So, why the “if”? Why would Paul tell us that Christ will present us “holy, blameless, and above reproach” if we continue in the faith, if we truly are reconciled completely all at once? Note that Paul doesn’t really say only “if we continue if the faith,” but also if we are “not moved away from the hope of the gospel which [we] heard.” Now it is possible to read that as evidence that one can lose his faith. But keep in mind that Paul in this epistle is writing to people who have a different problem. These are people who have heard, and perhaps even decided, that there are things they must do in order to continue in the state of reconciliation. Nothing that Paul has written here gives any indication that he is concerned that they will lose their faith. No, he’s concerned that they are wanting to add things to it that, first, are unnecessary to maintain that reconciled relationship and, second, actually will diminish that glory which rightfully belongs to Christ! (And if you want to get the Apostle Paul excited, you just do or say anything that will diminish Christ’s glory.)
Note the warning about being moved away from the hope (or the expectation) of the gospel (verse 23). What is the hope of the gospel, if not that reconciliation through Christ’s blood, that he’s just been talking about? It is not so much that we’d better not lose our faith or else Christ won’t present us holy, blameless, and above reproach. It’s more like, if we want Him to present us holy, blameless, and above reproach, then we’d better let Him, and Him alone, do all the work. If we take over the job, it’s going to get messy. If we take over the job, Jesus can’t present us holy, blameless, and above reproach because our best works of righteousness, on our most righteous days are, as Isaiah says, “like filthy rags” (64.6). And the sort of filth Isaiah has in mind means that no one will want those rags once they’ve been used for the job they were used for! Those are our best works, on our best days.
All of this is good for us to know; it's critical, need-to-know information, especially if we hadn’t known it before. But we study the Bible, and have the Bible preached to us because we believe that despite having been written thousands of years ago, it still speaks to our lives today. But what about this passage? We know all this, don’t we? We’re probably not in any danger of worshipping angels. And we’re Presbyterians, so we’re also probably not about to start requiring the observance of fast days, or the keeping of certain feasts--no monastic practices for us. But keep in mind that the problem for the Colossians was syncretism, in their case a combination of orthodox Christian belief with some Jewish philosophy. We may be in no danger of combining our orthodox faith with a Jewish philosophy. But we may still be in some other danger.
Clearly, the Christian message is a message of reconciliation; and the ministry of the Church is a ministry of reconciliation. And that reconciliation is by means of the blood of Christ. This work of reconciliation will ultimately result in our presentation before the Father as those who are holy, blameless and above reproach—not as the result of our own work, but of the work of Jesus Christ. That, in a nutshell, is our message. Communicating that message is the Church’s ministry.
The Colossians lived in an age of philosophizing. By that I mean an age in which everyone had a philosophy: everyone belonged to some school, not of rational investigation, but of occult speculation. We have some of those today. But I doubt we’re are in much danger in our denomination. The Colossians found themselves lost in “Christianity and Jewish Philosophy.” Our problem may turn out to be “Christianity and Politics,” or something like that.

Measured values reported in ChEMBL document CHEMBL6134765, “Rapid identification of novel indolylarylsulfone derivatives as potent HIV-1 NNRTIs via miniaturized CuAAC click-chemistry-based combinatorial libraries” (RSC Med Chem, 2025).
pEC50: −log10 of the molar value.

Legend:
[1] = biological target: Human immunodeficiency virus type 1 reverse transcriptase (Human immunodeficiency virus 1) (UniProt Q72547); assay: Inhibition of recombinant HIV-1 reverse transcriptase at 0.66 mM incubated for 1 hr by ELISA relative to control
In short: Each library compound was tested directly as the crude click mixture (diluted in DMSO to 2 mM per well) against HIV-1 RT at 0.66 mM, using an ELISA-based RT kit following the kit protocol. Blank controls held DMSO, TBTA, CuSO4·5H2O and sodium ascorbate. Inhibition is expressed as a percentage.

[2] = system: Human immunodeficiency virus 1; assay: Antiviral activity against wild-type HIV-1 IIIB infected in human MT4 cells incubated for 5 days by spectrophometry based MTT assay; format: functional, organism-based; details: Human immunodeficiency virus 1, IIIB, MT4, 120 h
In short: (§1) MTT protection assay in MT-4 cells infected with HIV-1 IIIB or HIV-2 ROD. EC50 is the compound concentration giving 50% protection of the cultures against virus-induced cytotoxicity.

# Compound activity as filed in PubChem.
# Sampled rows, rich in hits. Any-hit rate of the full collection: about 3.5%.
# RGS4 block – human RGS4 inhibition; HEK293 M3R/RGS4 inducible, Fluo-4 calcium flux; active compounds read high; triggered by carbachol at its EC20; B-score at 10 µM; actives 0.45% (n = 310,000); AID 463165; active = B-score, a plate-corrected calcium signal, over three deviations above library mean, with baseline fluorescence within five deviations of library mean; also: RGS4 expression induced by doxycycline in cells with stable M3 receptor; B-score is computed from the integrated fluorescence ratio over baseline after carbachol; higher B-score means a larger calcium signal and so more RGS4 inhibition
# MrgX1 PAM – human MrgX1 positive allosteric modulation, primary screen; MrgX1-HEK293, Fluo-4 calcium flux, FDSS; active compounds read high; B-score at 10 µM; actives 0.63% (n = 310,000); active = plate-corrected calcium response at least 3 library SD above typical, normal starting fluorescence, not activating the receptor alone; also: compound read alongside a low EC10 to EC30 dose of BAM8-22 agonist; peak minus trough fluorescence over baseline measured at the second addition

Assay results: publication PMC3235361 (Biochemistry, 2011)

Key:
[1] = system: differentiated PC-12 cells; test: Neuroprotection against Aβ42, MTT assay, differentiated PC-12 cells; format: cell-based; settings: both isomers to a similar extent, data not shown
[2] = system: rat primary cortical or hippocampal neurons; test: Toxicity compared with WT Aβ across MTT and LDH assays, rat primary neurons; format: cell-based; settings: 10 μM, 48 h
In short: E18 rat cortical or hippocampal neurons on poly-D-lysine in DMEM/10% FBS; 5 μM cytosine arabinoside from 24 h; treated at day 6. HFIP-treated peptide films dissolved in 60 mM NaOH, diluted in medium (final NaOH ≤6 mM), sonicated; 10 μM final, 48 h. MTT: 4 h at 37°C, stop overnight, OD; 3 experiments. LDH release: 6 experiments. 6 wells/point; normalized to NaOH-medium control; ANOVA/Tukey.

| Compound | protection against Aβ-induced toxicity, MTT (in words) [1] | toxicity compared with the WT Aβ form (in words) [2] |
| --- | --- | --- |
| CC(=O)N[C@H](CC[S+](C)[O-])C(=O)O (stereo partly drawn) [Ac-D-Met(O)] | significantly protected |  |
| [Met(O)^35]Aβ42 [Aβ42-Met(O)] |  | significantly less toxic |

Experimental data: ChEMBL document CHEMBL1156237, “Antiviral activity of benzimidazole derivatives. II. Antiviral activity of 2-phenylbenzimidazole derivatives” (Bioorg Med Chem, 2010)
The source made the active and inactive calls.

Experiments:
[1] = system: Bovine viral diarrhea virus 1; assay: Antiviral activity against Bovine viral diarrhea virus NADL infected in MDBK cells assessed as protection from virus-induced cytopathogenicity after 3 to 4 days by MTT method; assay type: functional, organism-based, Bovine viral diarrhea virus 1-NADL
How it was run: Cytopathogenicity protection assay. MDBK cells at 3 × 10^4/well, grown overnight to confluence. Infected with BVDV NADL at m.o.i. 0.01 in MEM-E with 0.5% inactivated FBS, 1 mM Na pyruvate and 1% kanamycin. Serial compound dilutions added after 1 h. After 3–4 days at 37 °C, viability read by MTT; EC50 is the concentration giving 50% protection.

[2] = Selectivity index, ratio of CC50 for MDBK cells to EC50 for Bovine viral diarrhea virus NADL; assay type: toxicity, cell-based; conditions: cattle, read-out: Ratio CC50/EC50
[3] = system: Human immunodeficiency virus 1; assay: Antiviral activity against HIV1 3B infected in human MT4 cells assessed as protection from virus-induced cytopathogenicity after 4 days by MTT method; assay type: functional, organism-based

Unlike the Colossians, we live in an age in which everything isn’t really “philosophized;” but rather, everything has been, and is, politicized. Everything! If you listen closely to virtually any discussion, very few—despite superficial appearances—have anything to do with what the truth is. Indeed, I’ve noticed that most people seem to have no idea when—or even how—something is proved. When confronted with an argument whose logic they cannot escape the average person seems inclined to respond with some ad hominem argument. Whether or not someone is found guilty of a crime—or even arrested in the first place—may have more to do with the color of his skin or his socio-economic background than with any appeal to facts or to logic.
In his book, Personal Knowledge, Michael Polanyi, discusses how sometimes power plays a role in deciding what counts as science. Scientists, among other things, protect a “way of knowing,” a procedure for discovery. If you don’t follow that procedure, you don’t get to have the title, Scientist. A concern for something other than truth is paramount.
In this present age, a system of thought is “true” only because the people who hold to it have the political power to impose it on others. And so, since truth doesn’t matter because there is no truth, power is all that there is. Since one can no longer persuade others that something is true (because even logic is just a weapon in an arsenal), if one is going to “have the day” then one simply must have power—political power. And so the church finds herself living in what James C. Edwards calls the “Age of Normal Nihilism.” This is an age dominated by talk of values, which are always relative, rather than facts, or truth.
Into this age of “normal nihilism” with its talk of values rather than facts, the church attempts to speak and act. And believing that Christians have a duty to God to exert some influence in the affairs of nations, we try to do so here in the US. Pursuant to that goal, most of us are involved on some level in the political discourse of our nation. Many are office-holders.
Right here is where I think we face the danger. In this age, in which even truth is about power, it will become possible, even probable, that the involvement in some Cause, if not handled properly, can move Christ and the message of reconciliation to the shadows. We'll still talk about Christ, of course; we have to, at least occasionally.